4. and another copy of the regular edition.
That's an impressive list.

John Gray, Silverpoints (1893):
Cover design by Charles Ricketts (detail)

The Ricketts and Shannon section is only brief and includes two items: an incomplete set of their magazine The Dial (No. 2-5) and a letter from Ricketts to the publisher regarding the design of Wilde's Poems (1892). The book was published on 26 May 1892, and this note is dated (by a third party) 4 April. Ricketts said he had made some changes to the design ('Please put the additions you require where I have indicated.'), and asked the publisher to remove the 'acorns I have scratched out'. This probably refers to the title page and the facing limitation statement.

The splendid catalogue contains descriptions of all items, dozens of illustrations and fascinating commentaries.

Wednesday, May 19, 2021

512. The Complete Correspondence of Gordon Bottomley and Thomas Sturge Moore (5)

Earlier, I wrote about the Gordon Bottomley-Thomas Sturge Moore correspondence, edited by John Aplin, and published online by InteLex Past Masters in Charlottesville, Virginia. This blog publishes some letters about Gordon Bottomley and his publisher Constable.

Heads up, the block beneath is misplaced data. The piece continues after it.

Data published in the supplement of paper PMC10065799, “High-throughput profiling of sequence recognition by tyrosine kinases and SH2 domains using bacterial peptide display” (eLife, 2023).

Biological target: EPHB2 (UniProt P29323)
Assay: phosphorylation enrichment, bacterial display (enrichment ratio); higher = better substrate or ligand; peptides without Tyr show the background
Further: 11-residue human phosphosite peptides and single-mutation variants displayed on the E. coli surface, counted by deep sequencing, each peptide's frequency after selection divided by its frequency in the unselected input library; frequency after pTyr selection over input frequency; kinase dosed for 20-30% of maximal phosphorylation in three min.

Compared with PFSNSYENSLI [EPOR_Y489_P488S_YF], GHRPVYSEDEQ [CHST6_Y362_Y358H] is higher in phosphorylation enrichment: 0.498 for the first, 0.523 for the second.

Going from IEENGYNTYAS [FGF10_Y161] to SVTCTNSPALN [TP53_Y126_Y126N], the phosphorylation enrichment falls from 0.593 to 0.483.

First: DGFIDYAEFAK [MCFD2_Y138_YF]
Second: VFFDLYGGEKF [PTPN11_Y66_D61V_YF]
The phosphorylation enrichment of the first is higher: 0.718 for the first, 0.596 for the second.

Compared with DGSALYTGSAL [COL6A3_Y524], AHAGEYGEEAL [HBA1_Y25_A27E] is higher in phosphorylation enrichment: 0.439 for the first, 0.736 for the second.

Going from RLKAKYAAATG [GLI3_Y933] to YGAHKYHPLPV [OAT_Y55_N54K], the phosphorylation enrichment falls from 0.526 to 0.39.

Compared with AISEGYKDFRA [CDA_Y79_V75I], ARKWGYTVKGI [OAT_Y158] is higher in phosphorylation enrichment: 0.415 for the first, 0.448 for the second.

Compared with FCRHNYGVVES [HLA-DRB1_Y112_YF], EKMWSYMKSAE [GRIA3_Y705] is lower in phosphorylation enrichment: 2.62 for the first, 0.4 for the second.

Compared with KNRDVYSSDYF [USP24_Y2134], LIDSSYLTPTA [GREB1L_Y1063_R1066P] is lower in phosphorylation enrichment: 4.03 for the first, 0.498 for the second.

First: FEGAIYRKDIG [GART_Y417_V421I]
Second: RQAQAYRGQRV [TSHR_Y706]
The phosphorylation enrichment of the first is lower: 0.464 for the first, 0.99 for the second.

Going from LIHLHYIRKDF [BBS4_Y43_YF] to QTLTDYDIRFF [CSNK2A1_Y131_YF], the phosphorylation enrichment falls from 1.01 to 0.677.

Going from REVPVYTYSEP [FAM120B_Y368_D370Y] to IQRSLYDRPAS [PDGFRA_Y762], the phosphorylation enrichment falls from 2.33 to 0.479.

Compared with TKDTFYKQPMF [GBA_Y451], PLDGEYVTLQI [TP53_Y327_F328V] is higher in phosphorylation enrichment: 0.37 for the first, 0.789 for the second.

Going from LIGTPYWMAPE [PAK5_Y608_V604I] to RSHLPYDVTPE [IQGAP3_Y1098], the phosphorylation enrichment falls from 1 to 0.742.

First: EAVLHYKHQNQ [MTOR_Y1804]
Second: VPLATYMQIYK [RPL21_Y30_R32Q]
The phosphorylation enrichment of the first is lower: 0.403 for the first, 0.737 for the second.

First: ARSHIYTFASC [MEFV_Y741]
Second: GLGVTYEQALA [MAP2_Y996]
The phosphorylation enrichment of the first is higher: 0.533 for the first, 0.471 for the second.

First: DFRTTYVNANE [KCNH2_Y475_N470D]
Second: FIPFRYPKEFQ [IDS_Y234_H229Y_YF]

Charles Ricketts, cover design
for Gordon Bottomley, King Lear's Wife, The Crier by Night,
The Riding to Lithend, Midsummer Eve, Laodice and Danaë

In 1920, Constable & Company Limited published the first of four sumptuous books of plays and poems by Gordon Bottomley, all with cover designs by Charles Ricketts. In each case, two editions appeared: a regular trade edition and a deluxe edition. The correspondence shows that this was initiated by the publisher, which means the firm saw potential profit in Bottomley's work. Ricketts provided his designs as a gift to the author. Bottomley received copies of the regular edition of King Lear's Wife, The Crier by NightThe Riding to Lithend, Midsummer Eve, Laodice and Danaë on 8 July 1920, the deluxe copies arrived on 9 August.

In a letter from Bottomley to Michael Sadler (Constable), the author welcomed the idea of a limited edition: